Influence of cuff muscle fatty degeneration on anatomic and functional outcomes after simple suture of full-thickness tears

J Shoulder Elbow Surg. 2003 Nov-Dec;12(6):550-4. doi: 10.1016/s1058-2746(03)00211-8.


Two hundred twenty shoulders with a rotator cuff tear repaired by simple tendon-to-bone suture were analyzed to determine whether the severity of presurgical fatty degeneration had an influence on their anatomic and functional outcome. Fatty degeneration was evaluated for each muscle with the 5-stage grading system developed by Goutallier et al. A global fatty degeneration index (GFDI), the mean value of the 3 muscles, was calculated for each shoulder. Cuff integrity was evaluated by magnetic resonance imaging (116 cases) or computed arthrotomography scan (104 cases) at a mean 37 months' follow-up, and functional outcomes were evaluated with the Constant score. A recurrent tear was found in 79 cases (36%) and was more frequently encountered in posterosuperior tears. The likelihood of a recurrent tear was greater for tendons whose muscle showed fatty degeneration greater than grade 1. Fatty degeneration of the infraspinatus or subscapularis muscles had an influence on supraspinatus tendon outcome. A GFDI lower than 0.5 was necessary to yield less than 25% retears. The mean global Constant score was 75 at revision, significantly lower when a retear was present (70.5 versus 77.5). In the subgroup of watertight cuffs, it was lower when GFDI was higher. Fatty degeneration is an important prognostic factor in rotator cuff surgery.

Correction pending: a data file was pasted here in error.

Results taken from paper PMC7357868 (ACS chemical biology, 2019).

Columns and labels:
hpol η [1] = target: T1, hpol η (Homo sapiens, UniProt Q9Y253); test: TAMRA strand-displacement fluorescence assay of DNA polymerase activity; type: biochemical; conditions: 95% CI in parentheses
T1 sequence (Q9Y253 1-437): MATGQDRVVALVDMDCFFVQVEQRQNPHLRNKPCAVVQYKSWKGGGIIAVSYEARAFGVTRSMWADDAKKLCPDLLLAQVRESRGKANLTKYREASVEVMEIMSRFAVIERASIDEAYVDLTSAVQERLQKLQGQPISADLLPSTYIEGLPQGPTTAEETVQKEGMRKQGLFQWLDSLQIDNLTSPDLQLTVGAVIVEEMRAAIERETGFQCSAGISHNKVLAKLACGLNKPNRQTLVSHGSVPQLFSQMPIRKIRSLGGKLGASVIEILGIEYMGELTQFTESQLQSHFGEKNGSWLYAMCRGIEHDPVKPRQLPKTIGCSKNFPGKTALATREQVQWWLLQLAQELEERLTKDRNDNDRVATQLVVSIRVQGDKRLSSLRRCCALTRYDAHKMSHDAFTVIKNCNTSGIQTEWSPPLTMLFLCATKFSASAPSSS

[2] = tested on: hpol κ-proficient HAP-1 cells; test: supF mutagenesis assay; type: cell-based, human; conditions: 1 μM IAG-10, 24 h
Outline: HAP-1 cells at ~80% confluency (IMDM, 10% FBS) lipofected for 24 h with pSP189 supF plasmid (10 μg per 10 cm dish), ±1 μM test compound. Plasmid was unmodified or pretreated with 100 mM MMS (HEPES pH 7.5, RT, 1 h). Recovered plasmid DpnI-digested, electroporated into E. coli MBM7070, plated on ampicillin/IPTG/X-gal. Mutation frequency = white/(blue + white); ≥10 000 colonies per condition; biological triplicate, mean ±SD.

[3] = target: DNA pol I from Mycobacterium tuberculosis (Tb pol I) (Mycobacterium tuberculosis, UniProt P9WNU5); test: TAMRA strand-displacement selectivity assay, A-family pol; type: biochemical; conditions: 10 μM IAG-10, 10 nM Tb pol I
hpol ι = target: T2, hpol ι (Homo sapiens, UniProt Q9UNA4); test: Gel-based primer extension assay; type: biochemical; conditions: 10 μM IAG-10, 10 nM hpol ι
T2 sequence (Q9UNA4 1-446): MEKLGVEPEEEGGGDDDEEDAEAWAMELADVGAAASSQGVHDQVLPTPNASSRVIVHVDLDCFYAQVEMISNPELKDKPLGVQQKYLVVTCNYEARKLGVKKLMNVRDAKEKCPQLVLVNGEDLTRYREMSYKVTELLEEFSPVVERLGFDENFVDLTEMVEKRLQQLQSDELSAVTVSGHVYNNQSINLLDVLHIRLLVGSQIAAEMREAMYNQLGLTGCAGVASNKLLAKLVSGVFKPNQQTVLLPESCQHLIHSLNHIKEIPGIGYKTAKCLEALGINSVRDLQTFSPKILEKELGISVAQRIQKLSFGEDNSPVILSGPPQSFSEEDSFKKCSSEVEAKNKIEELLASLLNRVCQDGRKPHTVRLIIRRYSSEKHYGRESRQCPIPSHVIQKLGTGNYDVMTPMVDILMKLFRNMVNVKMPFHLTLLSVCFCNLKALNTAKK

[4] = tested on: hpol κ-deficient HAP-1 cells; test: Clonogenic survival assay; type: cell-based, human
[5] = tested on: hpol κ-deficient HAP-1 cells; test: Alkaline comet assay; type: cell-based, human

Publication types

  • Multicenter Study

MeSH terms

  • Adipose Tissue / pathology
  • Adult
  • Aged
  • Female
  • Humans
  • Male
  • Middle Aged
  • Retrospective Studies
  • Rotator Cuff Injuries*
  • Rupture
  • Suture Techniques
  • Treatment Outcome